Dance for the times
Author of the Week: United Kingdom
On choreography and poetics
Dance is the first art form that moved me as a child. Much of my youth was spent with visions of Indian classical dance presented under the arch of theatre stages or in the frame of the television, and more vitally with the sensations and regimes of movement learned over years of training inside Bharatnatyam studios. I experienced dance, in those early years, as life’s practice of harmonic exhilaration: a steadying of the spirit, an exceptional site of release, brilliant balance, endless surprise. It lodged itself in the body years ago, rewiring my ocular, aural and kinetic attentions. Dance can set bodies in hopeful and transformative motion, while drawing attention to forms of social relationality that are modelled in bodily practice. It takes me to the same place that poetry does, giving me a new frame of reference for what poetry can be in its preternatural desire to break out of the page and flip conceived forms over. This article is a record of that fixation, as it tries to make way for some musings into the bond – the linearity, nuance and messy contradictions – between poetry and movement, or between choreography and poetics, with an eye on contemporary British poetry.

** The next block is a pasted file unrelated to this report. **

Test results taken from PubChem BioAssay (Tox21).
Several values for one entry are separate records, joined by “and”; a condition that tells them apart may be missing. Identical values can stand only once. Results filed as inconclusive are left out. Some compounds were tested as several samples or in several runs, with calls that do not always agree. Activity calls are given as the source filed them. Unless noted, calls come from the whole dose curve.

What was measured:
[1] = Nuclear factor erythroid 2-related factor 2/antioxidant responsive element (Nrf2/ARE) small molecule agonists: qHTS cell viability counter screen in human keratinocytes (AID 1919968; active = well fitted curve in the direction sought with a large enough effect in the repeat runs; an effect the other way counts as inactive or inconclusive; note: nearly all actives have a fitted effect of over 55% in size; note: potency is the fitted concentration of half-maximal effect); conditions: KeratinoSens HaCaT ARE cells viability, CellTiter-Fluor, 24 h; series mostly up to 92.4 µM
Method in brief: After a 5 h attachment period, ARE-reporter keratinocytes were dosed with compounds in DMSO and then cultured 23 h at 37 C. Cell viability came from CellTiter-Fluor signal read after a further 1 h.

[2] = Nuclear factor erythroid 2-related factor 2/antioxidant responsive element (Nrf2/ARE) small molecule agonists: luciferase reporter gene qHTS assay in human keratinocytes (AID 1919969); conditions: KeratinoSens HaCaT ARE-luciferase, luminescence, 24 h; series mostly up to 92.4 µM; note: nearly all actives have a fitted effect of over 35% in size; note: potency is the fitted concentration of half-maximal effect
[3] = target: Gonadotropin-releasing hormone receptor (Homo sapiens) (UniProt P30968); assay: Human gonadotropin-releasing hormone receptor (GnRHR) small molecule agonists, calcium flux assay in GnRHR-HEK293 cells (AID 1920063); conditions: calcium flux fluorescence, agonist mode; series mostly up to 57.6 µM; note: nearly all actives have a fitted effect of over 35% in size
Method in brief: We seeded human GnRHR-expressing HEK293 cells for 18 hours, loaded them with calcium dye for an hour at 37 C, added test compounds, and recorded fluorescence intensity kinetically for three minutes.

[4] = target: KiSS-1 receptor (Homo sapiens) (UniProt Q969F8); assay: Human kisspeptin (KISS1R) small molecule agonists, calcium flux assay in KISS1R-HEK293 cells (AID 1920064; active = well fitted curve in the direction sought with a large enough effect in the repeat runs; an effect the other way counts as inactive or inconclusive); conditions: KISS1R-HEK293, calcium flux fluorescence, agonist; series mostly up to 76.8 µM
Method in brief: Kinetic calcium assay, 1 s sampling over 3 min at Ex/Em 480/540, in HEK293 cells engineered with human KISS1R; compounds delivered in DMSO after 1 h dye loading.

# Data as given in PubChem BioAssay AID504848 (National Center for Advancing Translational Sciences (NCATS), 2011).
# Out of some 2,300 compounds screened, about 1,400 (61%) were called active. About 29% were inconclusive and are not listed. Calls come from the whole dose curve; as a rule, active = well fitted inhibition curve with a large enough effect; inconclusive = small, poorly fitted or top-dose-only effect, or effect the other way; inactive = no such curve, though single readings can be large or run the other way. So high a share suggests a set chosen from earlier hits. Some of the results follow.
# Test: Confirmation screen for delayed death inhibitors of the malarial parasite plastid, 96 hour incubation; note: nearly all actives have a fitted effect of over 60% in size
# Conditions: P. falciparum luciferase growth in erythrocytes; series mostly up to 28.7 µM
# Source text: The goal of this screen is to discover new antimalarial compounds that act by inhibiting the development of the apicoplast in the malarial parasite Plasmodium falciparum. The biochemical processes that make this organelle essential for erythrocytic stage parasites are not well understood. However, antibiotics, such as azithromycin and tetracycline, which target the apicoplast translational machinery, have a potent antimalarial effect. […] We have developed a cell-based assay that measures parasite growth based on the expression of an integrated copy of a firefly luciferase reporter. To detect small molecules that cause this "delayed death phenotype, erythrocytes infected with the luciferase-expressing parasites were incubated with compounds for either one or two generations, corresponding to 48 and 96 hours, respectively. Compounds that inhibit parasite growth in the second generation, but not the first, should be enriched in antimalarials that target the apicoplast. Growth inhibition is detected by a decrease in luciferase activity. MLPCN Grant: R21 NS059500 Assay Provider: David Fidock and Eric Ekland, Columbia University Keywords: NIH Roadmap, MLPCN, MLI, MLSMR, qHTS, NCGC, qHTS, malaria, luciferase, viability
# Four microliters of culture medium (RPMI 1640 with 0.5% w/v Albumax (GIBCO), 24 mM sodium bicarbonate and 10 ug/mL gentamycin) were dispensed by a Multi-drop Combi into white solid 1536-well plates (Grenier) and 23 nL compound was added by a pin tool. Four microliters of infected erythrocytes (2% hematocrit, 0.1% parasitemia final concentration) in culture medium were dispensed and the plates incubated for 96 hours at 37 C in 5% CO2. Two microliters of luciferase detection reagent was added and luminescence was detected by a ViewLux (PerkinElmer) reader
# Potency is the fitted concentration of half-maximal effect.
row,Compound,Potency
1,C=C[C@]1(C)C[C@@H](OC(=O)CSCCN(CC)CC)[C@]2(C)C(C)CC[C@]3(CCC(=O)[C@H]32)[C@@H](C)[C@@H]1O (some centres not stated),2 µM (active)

In an interview with Emily Hasler, poet and critic Kayo Chingonyi describes poetry as ‘a dance of different forms of intellect’. I stumbled across this phrase around the same time that I was contemplating the concept of movement, and my convoluted attempts to pair it in a conceptual pas de deux with poetry. This piece pushed me further into those explorations. Chingonyi is a poet of simultaneities, a writer of immense power and precision. His poetry scrapes, interrogates, humbles. Movement – dance in particular – provides the substance for much of his work, ranging from the published poem ‘Choreography’ (commissioned as part of the Thinking Outside the Penalty project celebrating African lives in football) to Chingonyi’s uniquely collaborative poetry dance film with Sean Graham that was commissioned for Nathalie Teitler’s Dancing Words project. Titled Kumukanda (a nod to Chingonyi’s 2017 debut collection), the choreopoetic sequence refracts the meaning of identity, memory and migration into something beyond words: into language that you feel and intuit rather than process through intellect. The collaborative performance has layers of sinews and grit to it, swerving away when you least expect it, spanning outward to infinity and leaving the onlooker feeling as though they might become more than they are. Dance, here, is understood as epistemic disobedience: a singular form of resistance that unravels racial dispossessions and unflinching reflections in intricate ways. Every movement in this sequence wants to say more than it can; each is about circumscribed possibility. Graham’s movements exist as a visual shadow to the emotional arc of Chingonyi’s verse, revitalising a form like poetry that one can easily get desensitised to. Chingonyi and Graham find within choreopoetry forms of collective resilience and reparative relationality that defiantly reach out into all corners of the soul. There’s a wingbeat of rage running through this sequence, yet its beating heart is crafted so beautifully that it crystallises into something difficult to articulate. A propulsive, radical intimacy, combusting us all into some previous/future timeframe. This is choreopoetry at its affective best: beautifully observed and controlled, but replete with fierce moments of beauty and despair.